Monday, February 3, 2014

Deductive Tasting - Using descriptors to understand Style, Character and Quality of a wine

Drinking wine is certainly a pleasure. But a lot of that depends on the settings or surroundings of the tasting and the tasters understanding of the wine. Generally tasting shouldn’t be just carried out anywhere or… at any rate. I mean if you are a wine lover you’ll enjoy the finer points of it.  There is no universal tasting experience. So, this deductive tasting is based upon the Court of Master Sommeliers format that uses descriptors to understand a wines style, character and quality; and for this article we’ll assume that the appropriate glass is being used and all that.
Let’s start -

Sight or Eye – it’s your first contact with the wine, your first examination of the wine

Clarity - is the wine clear, medium clear, slightly cloudy or just cloudy

Brightness – is the wine dull, hazy, bright, day bright, star bright or brilliant

Color – The reds are purple/ruby, red garnet, yellow or brown. The whites are clear, green, straw, yellow, gold or brown

Concentration – low, medium or high… are there intense flavors

Rim Variation – color of rim or edge - to determine age

Is there evidence of Gas?

Is there sediment or particles?

Viscosity – low, medium or high      

Nose or Smell- the inspection is the second assessment in which the sampled wine obligated to undergo

Flaws – Do you smell corkiness, H2S(Hydrogen Sulfide), volatile acidity, brett(which has a taste of rubber), oxidation, etc…

Intensity-Is the wine delicate, moderate or powerful?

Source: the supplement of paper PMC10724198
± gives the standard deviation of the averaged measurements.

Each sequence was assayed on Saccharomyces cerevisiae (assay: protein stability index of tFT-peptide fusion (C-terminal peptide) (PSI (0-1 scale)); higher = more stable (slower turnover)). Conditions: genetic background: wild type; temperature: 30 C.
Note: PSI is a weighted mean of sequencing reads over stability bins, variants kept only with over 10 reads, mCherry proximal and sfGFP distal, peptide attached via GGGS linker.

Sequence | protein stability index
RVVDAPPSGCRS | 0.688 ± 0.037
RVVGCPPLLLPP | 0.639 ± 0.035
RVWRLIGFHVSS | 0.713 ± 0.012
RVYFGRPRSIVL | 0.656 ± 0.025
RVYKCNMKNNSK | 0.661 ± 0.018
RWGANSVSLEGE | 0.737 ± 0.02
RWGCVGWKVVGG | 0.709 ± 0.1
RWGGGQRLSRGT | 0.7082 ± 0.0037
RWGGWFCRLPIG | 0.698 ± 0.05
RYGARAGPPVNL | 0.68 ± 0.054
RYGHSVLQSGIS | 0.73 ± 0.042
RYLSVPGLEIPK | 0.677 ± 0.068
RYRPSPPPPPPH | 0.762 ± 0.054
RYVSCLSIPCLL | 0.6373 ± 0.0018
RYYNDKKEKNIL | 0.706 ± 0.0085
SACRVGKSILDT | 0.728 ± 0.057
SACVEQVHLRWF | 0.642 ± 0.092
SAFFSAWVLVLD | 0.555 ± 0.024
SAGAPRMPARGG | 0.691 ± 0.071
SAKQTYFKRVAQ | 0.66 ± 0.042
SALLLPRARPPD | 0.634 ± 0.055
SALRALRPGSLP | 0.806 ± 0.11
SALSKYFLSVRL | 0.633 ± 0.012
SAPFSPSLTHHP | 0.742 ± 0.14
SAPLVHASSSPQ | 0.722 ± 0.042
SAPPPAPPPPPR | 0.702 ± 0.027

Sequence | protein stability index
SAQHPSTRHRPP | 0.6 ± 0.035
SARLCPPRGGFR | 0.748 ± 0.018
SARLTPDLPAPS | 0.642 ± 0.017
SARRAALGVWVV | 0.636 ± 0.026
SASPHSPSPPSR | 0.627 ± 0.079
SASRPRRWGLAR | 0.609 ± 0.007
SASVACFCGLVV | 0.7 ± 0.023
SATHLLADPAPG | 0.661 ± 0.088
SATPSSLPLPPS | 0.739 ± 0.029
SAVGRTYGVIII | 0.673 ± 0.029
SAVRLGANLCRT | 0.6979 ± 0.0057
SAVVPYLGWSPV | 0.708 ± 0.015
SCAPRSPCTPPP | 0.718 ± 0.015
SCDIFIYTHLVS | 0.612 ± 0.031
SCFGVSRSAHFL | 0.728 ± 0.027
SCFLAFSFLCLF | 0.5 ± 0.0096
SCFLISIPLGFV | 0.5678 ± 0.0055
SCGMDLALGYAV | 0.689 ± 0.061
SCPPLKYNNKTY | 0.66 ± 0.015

Age Assessment- Is it young or does it show vinosity?

Fruit – What is the primary fruit and the secondary fruit…

Non Fruit Aromas – Flowers, spices, herbs botrytis or other aromas

Earthiness- Mineral, chalk, wet stones, mushroom, gravel, barnyard, musty, forrest floor

Wood – Old vs New; French vs American – Large vs Barrique(small size) – ie. Flavor notes that are common descriptions of wines exposed to wood include caramel, cream, smoke, spice and vanilla. Chardonnay is a variety that has very distinct flavor profiles when fermented in oak that include coconut, cinnamon and cloves notes. The "toastiness" of the barrel can bring out varying degrees of mocha and toffee notes in red wine. - Cloves, Cinnamon(French); Coconut, Dill(American)

Palate or Taste, – take it in with a little air for it to circulate in entire mouth and think about its components, swish it around a bit; sometimes it can feel like you can chew the wine…seriously!

Sweetness – Is it Bone dry, dry, off-dry, sweet, very sweet

Body – light, light to medium, medium, medium to full, full

Fruit – confirm and affirm the nose

Earthiness - confirm the nose

Wood – confirm and check the nose

Tannin – low, medium, medium plus, or high(does it grip)

Alcohol - low, medium, medium plus, or high

Acidity - low, medium, medium plus, or high

Finish – short finish, short to medium, medium, medium to long or long finish and length

Complexity - low, medium, medium plus, or high; the way a lot of variables interact with each other, creating entirely new flavors. Generally greater levels of complexity are usually much better quality wines. Can you detect such things as barrel fermentation or malolactic fermentation, or any other remarkable or unusual characteristics…

Initial Conclusion

Is it Old World or New World?

Climate – Cool, Moderate or Warm

Grape Variety or Blend

Age Range – 1-3 years; 5-10 years or more than 10 years…


Final Conclusion

Grape Variety or Blend


Quality level



Remember, the ability to taste wine improves with practice, especially if you have a passion for it…


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